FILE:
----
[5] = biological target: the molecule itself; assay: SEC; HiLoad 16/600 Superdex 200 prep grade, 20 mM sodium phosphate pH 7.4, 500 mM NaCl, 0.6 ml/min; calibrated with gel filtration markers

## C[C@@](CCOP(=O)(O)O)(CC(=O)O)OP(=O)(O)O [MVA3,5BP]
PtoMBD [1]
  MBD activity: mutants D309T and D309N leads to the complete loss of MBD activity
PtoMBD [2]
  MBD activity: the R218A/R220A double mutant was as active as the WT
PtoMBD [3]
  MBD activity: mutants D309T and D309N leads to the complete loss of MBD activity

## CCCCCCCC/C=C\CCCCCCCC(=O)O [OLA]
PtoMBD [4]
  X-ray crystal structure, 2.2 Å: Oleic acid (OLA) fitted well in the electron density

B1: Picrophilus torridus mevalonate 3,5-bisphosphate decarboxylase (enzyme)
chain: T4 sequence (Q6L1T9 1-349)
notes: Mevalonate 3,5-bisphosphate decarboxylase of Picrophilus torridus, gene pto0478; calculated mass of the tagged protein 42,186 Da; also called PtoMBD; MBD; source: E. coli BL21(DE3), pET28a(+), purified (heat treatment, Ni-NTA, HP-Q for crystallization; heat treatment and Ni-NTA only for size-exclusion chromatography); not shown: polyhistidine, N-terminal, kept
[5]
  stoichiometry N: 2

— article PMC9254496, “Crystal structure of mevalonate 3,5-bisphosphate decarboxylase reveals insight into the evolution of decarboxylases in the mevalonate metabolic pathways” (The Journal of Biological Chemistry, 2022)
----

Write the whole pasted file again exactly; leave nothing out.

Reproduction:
[5] = biological target: the molecule itself; assay: SEC; HiLoad 16/600 Superdex 200 prep grade, 20 mM sodium phosphate pH 7.4, 500 mM NaCl, 0.6 ml/min; calibrated with gel filtration markers

## C[C@@](CCOP(=O)(O)O)(CC(=O)O)OP(=O)(O)O [MVA3,5BP]
PtoMBD [1]
  MBD activity: mutants D309T and D309N leads to the complete loss of MBD activity
PtoMBD [2]
  MBD activity: the R218A/R220A double mutant was as active as the WT
PtoMBD [3]
  MBD activity: mutants D309T and D309N leads to the complete loss of MBD activity

## CCCCCCCC/C=C\CCCCCCCC(=O)O [OLA]
PtoMBD [4]
  X-ray crystal structure, 2.2 Å: Oleic acid (OLA) fitted well in the electron density

B1: Picrophilus torridus mevalonate 3,5-bisphosphate decarboxylase (enzyme)
chain: T4 sequence (Q6L1T9 1-349)
notes: Mevalonate 3,5-bisphosphate decarboxylase of Picrophilus torridus, gene pto0478; calculated mass of the tagged protein 42,186 Da; also called PtoMBD; MBD; source: E. coli BL21(DE3), pET28a(+), purified (heat treatment, Ni-NTA, HP-Q for crystallization; heat treatment and Ni-NTA only for size-exclusion chromatography); not shown: polyhistidine, N-terminal, kept
[5]
  stoichiometry N: 2

— article PMC9254496, “Crystal structure of mevalonate 3,5-bisphosphate decarboxylase reveals insight into the evolution of decarboxylases in the mevalonate metabolic pathways” (The Journal of Biological Chemistry, 2022)